Bill Brandt: A true but fictional first encounter

You have telephoned Bill Brandt requesting an interview. His voice is soft, barely above a whisper, and in its slow cadence and precise enunciation you might imagine a European accent (Viennese, perhaps). There is a long pause while he considers your request.

“I do not think so,” he says.

You gush about your admiration for his work, that you will only be in London for a short time, how important it is to you that a meeting takes place… Again, a pause. He then tells you when to arrive, “if you must.”

In the residential fringe of London you find his address, a building of soot-darkened gray brick, monolithic and austere. It looks like an institution for political deviants in its sinister functionalism; seedy Graham Greeneland.

The stairs are dark and the tiny elevator is a prison cubicle closed with a crash by sliding metal grates. On the landing you peer through the gloom searching for the door numbers. Bulbs are missing from the light sockets.

At last you confront Bill Brandt. He is not what you might have expected.

He is tall and gaunt, and looks like an El Greco saint and indeed he is priest-like in his stern withdrawal and ascetic features He is not hospitable but neither is he hostile. He seems nervous like a thoroughbred racehorse, and you expect him to shy if you come too close or speak too abruptly. There is no small-talk. He sits opposite you and you are separated by a table, bare except for a few retouching implements. But the print on which he has been working has been removed. Hidden.

In the silence you glance around the room. It has the restrained dimness of an Edwardian interior – dark green walls and deep red drapes held aside by brass clips, solid heavy furniture, shelves of books, a screen containing early (family?) portraits, an old polished mahogany camera and, on the wall, incongruous fish-bone-and-twig collages.

You nervously look back at your host and your first thought, perhaps, is the difficulty of imagining this fragile, long-limbed aristocrat, with his aura of somber serenity, colliding with the world of parlor maids, East End pub dwellers and Northern coal-miners.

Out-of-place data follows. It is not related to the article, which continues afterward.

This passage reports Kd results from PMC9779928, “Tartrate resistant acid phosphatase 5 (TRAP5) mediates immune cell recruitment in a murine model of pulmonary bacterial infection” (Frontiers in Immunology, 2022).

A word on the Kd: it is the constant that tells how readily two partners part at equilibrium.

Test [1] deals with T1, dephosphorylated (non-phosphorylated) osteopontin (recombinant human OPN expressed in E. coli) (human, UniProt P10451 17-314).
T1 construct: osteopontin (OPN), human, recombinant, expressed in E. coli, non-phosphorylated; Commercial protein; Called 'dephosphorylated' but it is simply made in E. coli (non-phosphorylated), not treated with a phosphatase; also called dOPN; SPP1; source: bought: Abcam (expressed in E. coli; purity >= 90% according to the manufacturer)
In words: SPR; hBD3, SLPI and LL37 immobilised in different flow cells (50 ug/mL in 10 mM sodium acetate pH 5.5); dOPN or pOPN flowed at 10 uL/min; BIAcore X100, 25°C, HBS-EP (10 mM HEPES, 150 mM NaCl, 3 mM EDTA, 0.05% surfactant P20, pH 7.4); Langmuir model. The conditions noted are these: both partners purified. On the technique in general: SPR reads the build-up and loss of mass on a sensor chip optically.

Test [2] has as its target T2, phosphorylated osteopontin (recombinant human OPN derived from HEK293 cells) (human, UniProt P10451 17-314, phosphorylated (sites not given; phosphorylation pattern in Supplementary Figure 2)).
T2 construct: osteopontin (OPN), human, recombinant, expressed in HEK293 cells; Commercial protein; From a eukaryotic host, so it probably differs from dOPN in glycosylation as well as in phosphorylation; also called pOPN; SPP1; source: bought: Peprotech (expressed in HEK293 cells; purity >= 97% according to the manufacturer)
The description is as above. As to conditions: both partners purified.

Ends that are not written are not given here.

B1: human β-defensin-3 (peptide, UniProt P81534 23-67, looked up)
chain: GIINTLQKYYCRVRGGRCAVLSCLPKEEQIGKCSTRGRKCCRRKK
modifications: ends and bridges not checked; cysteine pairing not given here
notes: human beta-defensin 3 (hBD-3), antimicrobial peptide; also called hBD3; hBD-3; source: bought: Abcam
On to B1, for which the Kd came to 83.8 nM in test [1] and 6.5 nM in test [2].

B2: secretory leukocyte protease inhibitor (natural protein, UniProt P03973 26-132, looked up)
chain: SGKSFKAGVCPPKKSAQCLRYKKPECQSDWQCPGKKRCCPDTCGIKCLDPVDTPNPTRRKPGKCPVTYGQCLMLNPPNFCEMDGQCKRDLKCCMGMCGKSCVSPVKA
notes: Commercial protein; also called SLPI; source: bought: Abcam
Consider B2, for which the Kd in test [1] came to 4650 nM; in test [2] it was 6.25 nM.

This interview, you can sense, will be more difficult than you suspected. Where to begin? Why not at the beginning?

“Mr. Brandt,” you say (it is inconceivable that anyone could call him plain Bill), “it has been variously reported that you were born in Hamburg, of an English father and German mother. In London of Russian parents, or in Russia of English parents …”

“Yes,” he says. And smiles. You wait, expecting him to elaborate. He is confirming only that his origins have been variously reported.

You try again. “Will you please tell me your background.” “No,” he whispers, followed by a long pause.

Usually, when an interviewer says nothing the other person will make conversation. Brandt remains calm and silent. It is disconcerting. You are losing whatever control you might have had.

“Why not?,” you blurt out in frustration.

He sits there, with his long fingers spread out on the table, pale blue eyes over aquiline nose, gazing out the window at bare winter branches. Eventually, he says: “The person is of no importance. It is the picture that is important …” His whisper trails away.

You start to disagree; biography, you insist, can increase understanding of the picture. But you are merely making noise, and begin to feel like a raucous intruder, as if shouting in church.
“I thought you wanted to talk about my photographs,” he says. “If that is not your reason for being here, perhaps you should leave.” Again he diffidently smiles, softening the sharpness of his words.

You sink into yourself and become aware of something that you should have known but which had been drowned in the cacophony of personal needs and wishes. It is this: Bill Brandt does not need anything, least of all from you. He does not need your questions, or your curiosity, or your opinions. Above all, he does not need your approval. Only an old-world courtesy has allowed you this meeting. Only your selfishness prompted this invasion of his privacy. You feel uncouth and rude.

“You are a difficult man to interview, ” you tell him. He smiles but says nothing. “Have you any regrets?”

“No,” he says, as adamantly as he can. Then, more gently, after a long pause, “I like to be left alone.”

“Perhaps I should leave,” you reply, hoping he will contradict you. “Yes”, he says. “Good.”

You feel abashed and slightly indignant. Perhaps this sense of unfocused grievance prompts in you a final ill-considered remark.

As Brandt walks you to the door, you pass a room which might be his darkroom. You ask if you might look in. He denies you. “What is it, then, the Holy of Holies?” you blurt out. Bill Brandt thinks for a while and then says. “Yes!” and ushers you out. He is not smiling.

Outside the building, the day has also turned gray and brooding, and in the alleys and doorways and facades of suburbia Bill Brandt photographs mock you.

But there is a post script.

If you can swallow your sense of defeat born of pride, you will make another appointment. And then another.

You now know the ground rules and the game board becomes familiar, losing its alien aura. And you discover that, with patience, the silences are pregnant – not barren; that he can be, will be, forthcoming about his photographs if he respects your desire to understand.

You begin to understand that in order to learn from Brandt and his work you must approach them with a sensitized but blank mind and, by contrast, you learn how often you approach people and ideas with pre-developed images, rejecting those which do not conform to the already-known.

First published in Shots, #14, 1989.

© The Estate of Bill Jay 

You can find out more about Bill Jay and view our film documenting his life here

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